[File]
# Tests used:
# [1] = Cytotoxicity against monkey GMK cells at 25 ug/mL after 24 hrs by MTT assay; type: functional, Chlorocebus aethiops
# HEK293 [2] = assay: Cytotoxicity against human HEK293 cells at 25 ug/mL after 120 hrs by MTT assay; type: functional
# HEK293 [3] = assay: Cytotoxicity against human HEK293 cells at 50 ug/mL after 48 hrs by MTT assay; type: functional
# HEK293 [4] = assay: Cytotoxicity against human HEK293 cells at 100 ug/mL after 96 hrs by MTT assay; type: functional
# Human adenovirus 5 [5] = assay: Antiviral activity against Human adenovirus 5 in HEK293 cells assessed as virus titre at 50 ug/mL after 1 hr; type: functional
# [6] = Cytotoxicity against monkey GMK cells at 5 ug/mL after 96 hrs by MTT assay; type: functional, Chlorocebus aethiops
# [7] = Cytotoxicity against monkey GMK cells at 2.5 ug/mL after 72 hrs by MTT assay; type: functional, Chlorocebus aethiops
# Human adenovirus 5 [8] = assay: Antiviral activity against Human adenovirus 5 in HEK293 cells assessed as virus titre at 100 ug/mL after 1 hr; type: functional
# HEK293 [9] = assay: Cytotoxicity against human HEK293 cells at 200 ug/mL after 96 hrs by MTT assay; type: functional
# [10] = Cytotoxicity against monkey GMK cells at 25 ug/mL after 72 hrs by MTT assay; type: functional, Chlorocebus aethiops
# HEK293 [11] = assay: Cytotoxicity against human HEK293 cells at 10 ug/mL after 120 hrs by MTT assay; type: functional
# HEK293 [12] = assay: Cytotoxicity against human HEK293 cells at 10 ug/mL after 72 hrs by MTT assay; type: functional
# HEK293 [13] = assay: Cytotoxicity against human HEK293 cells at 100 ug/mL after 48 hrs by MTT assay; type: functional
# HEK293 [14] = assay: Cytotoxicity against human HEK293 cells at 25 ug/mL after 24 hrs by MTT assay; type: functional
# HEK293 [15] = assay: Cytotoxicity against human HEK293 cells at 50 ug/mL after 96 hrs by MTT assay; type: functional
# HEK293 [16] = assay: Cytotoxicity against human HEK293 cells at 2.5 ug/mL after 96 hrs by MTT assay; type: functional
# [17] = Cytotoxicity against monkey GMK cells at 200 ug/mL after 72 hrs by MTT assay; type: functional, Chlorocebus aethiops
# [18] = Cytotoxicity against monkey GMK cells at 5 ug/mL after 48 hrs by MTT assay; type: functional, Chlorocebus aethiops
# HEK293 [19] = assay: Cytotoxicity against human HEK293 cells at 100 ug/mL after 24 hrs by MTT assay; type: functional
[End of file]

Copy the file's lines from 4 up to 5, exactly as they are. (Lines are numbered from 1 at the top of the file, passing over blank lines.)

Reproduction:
# HEK293 [3] = assay: Cytotoxicity against human HEK293 cells at 50 ug/mL after 48 hrs by MTT assay; type: functional
# HEK293 [4] = assay: Cytotoxicity against human HEK293 cells at 100 ug/mL after 96 hrs by MTT assay; type: functional